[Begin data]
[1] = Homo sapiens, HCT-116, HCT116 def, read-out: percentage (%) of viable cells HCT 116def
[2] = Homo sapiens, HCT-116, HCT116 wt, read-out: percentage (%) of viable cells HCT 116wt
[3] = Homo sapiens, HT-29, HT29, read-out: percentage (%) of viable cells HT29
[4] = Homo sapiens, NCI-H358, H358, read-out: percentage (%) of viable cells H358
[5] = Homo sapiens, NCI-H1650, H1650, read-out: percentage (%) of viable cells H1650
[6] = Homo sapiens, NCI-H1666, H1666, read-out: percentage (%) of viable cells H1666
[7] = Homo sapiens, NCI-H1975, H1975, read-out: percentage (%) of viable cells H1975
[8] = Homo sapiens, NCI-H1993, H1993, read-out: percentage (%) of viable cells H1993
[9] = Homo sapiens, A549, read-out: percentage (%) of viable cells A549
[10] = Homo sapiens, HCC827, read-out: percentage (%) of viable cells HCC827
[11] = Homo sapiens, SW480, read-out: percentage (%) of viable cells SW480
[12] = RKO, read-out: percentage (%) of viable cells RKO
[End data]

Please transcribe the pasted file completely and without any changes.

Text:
[1] = Homo sapiens, HCT-116, HCT116 def, read-out: percentage (%) of viable cells HCT 116def
[2] = Homo sapiens, HCT-116, HCT116 wt, read-out: percentage (%) of viable cells HCT 116wt
[3] = Homo sapiens, HT-29, HT29, read-out: percentage (%) of viable cells HT29
[4] = Homo sapiens, NCI-H358, H358, read-out: percentage (%) of viable cells H358
[5] = Homo sapiens, NCI-H1650, H1650, read-out: percentage (%) of viable cells H1650
[6] = Homo sapiens, NCI-H1666, H1666, read-out: percentage (%) of viable cells H1666
[7] = Homo sapiens, NCI-H1975, H1975, read-out: percentage (%) of viable cells H1975
[8] = Homo sapiens, NCI-H1993, H1993, read-out: percentage (%) of viable cells H1993
[9] = Homo sapiens, A549, read-out: percentage (%) of viable cells A549
[10] = Homo sapiens, HCC827, read-out: percentage (%) of viable cells HCC827
[11] = Homo sapiens, SW480, read-out: percentage (%) of viable cells SW480
[12] = RKO, read-out: percentage (%) of viable cells RKO